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VPN vs. APN in IoT security: What’s the difference?

Having the right APN or VPN solution will ensure higher network security between devices. Learn more here.
Security
Paige Bates
September 20, 2022
Two manufacturing team members review data on computer screens

Whether you’re browsing the internet on a personal computer or gathering data via an IoT sensor, security is often top of mind when it comes to connected devices. These days, it’s common to hear acronyms like APN and VPN as it relates to cyber security. Although these terms are often used interchangeably, APNs and VPNs are not the same thing. So, what's the difference? And, how do these facets work together — especially for IoT deployments that are managing hundreds to thousands of devices at once? How do you know what solution is best for your use case? In this article, we’ll break down all of this and more.

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The importance of IoT security

Every device connected to the internet creates an opening in a network. Unfortunately, hackers can try to take advantage of these openings and cause very real damage.

In 2021, there was a 34% increase in security vulnerabilities for IoT, IT, and medical devices as the information transmitted by these types of devices is often very valuable. Consequences can range from a manufacturing company’s productivity grinding to a halt to patients’ personal health information falling into the wrong hands.

In short, when building an IoT solution, security should be top of mind — and finding the best APN and VPN solution for your specific use case plays a key role.

Recommended reading: 20 IoT security solutions for 2022 and beyond

What is an APN?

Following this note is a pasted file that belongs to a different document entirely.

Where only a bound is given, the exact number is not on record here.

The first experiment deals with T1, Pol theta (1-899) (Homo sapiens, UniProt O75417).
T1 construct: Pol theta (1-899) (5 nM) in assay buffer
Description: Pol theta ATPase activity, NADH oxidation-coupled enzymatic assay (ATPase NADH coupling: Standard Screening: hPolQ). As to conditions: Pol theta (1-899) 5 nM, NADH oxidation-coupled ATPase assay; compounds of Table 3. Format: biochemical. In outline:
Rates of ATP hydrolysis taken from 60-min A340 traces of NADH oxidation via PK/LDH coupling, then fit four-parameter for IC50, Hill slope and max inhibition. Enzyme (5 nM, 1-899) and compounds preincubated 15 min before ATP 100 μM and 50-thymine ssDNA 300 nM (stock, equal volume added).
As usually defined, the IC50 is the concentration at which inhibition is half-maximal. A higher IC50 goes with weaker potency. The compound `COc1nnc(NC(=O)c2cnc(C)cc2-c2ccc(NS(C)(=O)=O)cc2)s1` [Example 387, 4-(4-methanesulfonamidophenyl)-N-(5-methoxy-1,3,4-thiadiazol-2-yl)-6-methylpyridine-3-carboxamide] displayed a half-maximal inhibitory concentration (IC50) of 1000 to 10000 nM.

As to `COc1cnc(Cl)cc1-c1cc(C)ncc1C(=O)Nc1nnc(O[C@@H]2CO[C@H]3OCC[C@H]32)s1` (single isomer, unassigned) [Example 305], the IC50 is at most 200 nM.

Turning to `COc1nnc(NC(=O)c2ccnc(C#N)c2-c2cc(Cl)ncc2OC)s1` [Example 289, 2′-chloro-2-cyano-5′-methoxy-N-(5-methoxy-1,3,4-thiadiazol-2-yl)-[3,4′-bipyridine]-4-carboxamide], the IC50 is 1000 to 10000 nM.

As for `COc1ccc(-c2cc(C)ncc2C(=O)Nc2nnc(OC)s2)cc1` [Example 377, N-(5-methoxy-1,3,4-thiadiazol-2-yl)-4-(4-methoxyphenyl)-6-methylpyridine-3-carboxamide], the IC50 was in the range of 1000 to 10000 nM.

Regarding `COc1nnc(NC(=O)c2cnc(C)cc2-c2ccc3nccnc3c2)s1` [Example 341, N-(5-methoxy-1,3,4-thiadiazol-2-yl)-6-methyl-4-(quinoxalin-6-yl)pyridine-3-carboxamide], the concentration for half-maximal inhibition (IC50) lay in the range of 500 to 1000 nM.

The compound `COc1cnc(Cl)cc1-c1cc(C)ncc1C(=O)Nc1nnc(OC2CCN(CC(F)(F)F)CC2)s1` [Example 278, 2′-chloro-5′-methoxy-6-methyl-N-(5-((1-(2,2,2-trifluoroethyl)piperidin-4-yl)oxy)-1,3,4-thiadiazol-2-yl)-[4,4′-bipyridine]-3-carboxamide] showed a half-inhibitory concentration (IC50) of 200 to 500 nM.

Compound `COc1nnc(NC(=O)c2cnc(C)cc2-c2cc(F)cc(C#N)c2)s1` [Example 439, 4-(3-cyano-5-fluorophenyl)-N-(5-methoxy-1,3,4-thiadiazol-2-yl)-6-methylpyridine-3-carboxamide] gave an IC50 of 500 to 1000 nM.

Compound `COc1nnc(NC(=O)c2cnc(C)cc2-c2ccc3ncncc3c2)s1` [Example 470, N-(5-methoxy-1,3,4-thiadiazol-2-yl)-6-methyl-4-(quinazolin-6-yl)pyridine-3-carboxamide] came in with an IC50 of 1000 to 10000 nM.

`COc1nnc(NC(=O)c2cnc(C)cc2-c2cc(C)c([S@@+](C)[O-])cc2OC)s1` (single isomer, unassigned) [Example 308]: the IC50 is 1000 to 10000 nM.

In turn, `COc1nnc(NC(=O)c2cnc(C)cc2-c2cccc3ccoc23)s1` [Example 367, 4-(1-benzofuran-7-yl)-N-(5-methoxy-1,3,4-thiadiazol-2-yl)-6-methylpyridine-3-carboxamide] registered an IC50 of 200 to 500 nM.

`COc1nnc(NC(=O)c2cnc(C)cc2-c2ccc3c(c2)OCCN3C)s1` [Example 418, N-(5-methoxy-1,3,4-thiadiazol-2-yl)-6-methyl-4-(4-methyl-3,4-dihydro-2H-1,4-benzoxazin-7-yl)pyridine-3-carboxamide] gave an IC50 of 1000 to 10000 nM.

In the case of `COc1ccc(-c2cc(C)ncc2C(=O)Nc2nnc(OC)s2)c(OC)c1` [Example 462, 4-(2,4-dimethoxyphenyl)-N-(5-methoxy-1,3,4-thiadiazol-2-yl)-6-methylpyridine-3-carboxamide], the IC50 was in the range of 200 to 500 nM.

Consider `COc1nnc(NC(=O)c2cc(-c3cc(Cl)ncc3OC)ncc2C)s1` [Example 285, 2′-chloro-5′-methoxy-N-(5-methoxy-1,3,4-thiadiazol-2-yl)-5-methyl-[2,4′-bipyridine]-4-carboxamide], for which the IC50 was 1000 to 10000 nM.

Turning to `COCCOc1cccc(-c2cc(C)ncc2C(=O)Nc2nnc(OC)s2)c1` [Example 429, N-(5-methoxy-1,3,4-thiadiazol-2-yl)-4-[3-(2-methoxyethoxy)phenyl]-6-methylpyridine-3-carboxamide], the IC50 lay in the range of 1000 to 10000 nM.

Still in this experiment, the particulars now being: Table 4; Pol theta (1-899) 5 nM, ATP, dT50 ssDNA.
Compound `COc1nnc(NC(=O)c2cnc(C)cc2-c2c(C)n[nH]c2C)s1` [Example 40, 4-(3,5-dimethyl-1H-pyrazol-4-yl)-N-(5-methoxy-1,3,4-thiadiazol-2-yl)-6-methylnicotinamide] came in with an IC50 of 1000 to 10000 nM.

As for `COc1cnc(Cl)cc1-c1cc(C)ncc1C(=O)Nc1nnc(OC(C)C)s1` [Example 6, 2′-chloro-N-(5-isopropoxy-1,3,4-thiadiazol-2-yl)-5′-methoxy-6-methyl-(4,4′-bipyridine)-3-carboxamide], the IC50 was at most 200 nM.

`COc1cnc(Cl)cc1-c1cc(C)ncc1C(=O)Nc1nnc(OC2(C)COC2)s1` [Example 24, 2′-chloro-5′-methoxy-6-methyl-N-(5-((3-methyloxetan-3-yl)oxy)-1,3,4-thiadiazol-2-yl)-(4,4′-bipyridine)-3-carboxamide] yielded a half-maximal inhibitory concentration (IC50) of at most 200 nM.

Think of an Access Point Name, or APN, as a doorway that allows a connection to the internet through a cellular network. It can also help separate traffic from other networks. The APN defines the set of connectivity rules a device has as well as certain security measures. All cellular connected devices utilize an APN of some kind.

This doorway between your device and the wider network can be either public or private — both of which have particular considerations to keep in mind.

Recommended reading: Access Point Names: What is an APN?

Public APN

A public APN is traditionally offered by mobile network operators (MNOs) with a set of configurations designed for most routine tasks. Devices share the same APN, and it typically doesn’t require additional set up. It can be easy to think of public APNs in terms of consumer cellular devices. Every phone accesses the internet through the same APN that is pre-defined by their MNO cellular provider.

Private APN

A private APN separates device traffic from the wider network. It can also provide the ability to tailor this doorway with additional customizations.

Things to consider when choosing a private APN for IoT devices

Teams typically seek a private APN option to protect their devices from the wider network. Think back to our MNO example — all mobile phones on the network likely utilize the same public APN. That may work for consumer devices, but IoT use cases can often have different needs.

Private APNs can also be customized to tailor connectivity rules to specific use case needs. A custom private APN could provide the ability to mask the connectivity provider or implement a static IP address. In some use cases, there may be a need to access a specific point of presence. In this case, a custom private APN would be implemented. There are typically higher costs associated with setting up a custom private APN.

What is a VPN?